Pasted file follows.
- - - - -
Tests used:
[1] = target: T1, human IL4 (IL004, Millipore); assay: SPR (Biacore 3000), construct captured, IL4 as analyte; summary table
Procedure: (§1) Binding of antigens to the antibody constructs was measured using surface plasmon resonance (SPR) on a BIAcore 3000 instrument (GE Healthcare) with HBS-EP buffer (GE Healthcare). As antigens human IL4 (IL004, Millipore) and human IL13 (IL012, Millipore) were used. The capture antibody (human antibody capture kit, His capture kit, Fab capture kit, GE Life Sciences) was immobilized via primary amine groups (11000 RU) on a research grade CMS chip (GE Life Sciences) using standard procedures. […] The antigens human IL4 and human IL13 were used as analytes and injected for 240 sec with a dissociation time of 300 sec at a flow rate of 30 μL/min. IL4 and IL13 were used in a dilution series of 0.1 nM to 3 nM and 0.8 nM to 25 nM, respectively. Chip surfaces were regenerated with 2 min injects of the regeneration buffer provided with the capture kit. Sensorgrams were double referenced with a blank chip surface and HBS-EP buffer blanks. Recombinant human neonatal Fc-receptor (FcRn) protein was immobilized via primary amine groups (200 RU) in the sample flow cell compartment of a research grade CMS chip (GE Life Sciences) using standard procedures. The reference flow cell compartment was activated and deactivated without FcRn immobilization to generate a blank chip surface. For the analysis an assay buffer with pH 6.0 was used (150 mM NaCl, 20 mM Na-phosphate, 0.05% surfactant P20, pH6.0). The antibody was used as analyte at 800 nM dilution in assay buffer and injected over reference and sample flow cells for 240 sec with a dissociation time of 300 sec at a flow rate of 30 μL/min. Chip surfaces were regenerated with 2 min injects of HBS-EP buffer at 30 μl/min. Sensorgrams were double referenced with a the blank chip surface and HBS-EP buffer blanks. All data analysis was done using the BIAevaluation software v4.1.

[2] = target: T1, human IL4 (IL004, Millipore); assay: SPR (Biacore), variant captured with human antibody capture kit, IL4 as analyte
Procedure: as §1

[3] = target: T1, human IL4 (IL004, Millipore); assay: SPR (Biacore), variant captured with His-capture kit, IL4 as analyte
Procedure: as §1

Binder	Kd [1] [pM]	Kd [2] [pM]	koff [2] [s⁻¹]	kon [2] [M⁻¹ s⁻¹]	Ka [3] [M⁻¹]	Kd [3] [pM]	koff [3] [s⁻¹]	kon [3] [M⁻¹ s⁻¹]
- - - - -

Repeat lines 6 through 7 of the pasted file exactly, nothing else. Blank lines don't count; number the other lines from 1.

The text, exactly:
[3] = target: T1, human IL4 (IL004, Millipore); assay: SPR (Biacore), variant captured with His-capture kit, IL4 as analyte
Procedure: as §1